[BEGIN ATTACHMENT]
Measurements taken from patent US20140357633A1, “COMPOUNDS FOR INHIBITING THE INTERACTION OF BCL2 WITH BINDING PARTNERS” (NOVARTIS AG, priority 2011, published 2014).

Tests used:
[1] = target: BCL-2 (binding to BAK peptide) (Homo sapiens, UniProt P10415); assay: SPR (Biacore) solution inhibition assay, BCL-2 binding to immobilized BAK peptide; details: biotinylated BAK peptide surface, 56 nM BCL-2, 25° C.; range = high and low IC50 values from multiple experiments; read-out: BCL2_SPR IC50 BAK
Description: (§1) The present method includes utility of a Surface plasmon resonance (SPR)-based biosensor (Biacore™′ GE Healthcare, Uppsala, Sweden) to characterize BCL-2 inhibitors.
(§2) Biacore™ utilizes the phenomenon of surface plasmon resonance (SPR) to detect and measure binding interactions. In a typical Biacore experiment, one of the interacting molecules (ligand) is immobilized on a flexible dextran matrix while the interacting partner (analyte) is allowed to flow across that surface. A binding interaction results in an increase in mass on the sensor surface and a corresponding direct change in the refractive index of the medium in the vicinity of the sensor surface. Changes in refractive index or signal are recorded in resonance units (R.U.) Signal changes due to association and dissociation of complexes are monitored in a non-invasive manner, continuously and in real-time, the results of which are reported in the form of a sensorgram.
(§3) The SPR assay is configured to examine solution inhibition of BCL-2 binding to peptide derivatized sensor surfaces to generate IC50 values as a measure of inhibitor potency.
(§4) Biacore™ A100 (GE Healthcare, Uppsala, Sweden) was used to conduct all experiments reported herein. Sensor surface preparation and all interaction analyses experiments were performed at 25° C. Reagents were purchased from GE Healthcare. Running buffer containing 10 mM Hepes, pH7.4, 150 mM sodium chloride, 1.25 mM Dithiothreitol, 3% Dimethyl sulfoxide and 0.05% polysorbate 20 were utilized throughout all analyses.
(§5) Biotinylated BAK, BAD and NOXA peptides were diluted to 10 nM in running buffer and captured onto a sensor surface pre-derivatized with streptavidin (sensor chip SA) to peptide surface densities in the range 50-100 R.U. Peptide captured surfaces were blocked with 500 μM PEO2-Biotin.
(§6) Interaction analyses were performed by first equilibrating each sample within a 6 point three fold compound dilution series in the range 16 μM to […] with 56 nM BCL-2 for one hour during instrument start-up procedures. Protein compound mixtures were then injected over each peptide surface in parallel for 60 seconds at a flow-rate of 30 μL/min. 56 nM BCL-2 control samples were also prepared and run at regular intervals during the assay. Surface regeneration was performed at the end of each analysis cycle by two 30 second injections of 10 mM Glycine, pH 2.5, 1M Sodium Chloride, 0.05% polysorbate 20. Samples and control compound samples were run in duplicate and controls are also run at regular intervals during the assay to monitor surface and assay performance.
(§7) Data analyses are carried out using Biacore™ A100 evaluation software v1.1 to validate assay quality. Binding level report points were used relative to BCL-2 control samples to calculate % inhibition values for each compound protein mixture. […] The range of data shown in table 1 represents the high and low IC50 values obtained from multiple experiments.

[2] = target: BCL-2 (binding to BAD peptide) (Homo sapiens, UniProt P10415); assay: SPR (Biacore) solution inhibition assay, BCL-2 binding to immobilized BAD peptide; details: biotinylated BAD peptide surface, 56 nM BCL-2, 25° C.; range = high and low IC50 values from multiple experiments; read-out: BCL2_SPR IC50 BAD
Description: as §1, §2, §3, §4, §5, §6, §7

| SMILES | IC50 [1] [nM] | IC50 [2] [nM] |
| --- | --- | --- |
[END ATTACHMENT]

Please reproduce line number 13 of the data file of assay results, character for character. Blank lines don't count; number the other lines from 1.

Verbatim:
| SMILES | IC50 [1] [nM] | IC50 [2] [nM] |